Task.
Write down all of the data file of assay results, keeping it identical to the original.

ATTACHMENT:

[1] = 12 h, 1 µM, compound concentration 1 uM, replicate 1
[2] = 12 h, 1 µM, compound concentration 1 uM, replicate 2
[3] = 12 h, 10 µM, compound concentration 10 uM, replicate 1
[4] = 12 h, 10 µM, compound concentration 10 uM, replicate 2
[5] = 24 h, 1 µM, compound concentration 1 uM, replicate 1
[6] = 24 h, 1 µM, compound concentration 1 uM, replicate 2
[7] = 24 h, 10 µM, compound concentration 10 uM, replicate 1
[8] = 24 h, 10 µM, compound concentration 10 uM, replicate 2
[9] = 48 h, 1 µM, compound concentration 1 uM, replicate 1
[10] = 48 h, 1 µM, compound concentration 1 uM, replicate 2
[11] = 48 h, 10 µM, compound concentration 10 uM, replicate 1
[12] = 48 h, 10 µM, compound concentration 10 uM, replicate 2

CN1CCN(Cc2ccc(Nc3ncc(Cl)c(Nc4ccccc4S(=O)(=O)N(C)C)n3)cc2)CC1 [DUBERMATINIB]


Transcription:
[1] = 12 h, 1 µM, compound concentration 1 uM, replicate 1
[2] = 12 h, 1 µM, compound concentration 1 uM, replicate 2
[3] = 12 h, 10 µM, compound concentration 10 uM, replicate 1
[4] = 12 h, 10 µM, compound concentration 10 uM, replicate 2
[5] = 24 h, 1 µM, compound concentration 1 uM, replicate 1
[6] = 24 h, 1 µM, compound concentration 1 uM, replicate 2
[7] = 24 h, 10 µM, compound concentration 10 uM, replicate 1
[8] = 24 h, 10 µM, compound concentration 10 uM, replicate 2
[9] = 48 h, 1 µM, compound concentration 1 uM, replicate 1
[10] = 48 h, 1 µM, compound concentration 1 uM, replicate 2
[11] = 48 h, 10 µM, compound concentration 10 uM, replicate 1
[12] = 48 h, 10 µM, compound concentration 10 uM, replicate 2

CN1CCN(Cc2ccc(Nc3ncc(Cl)c(Nc4ccccc4S(=O)(=O)N(C)C)n3)cc2)CC1 [DUBERMATINIB]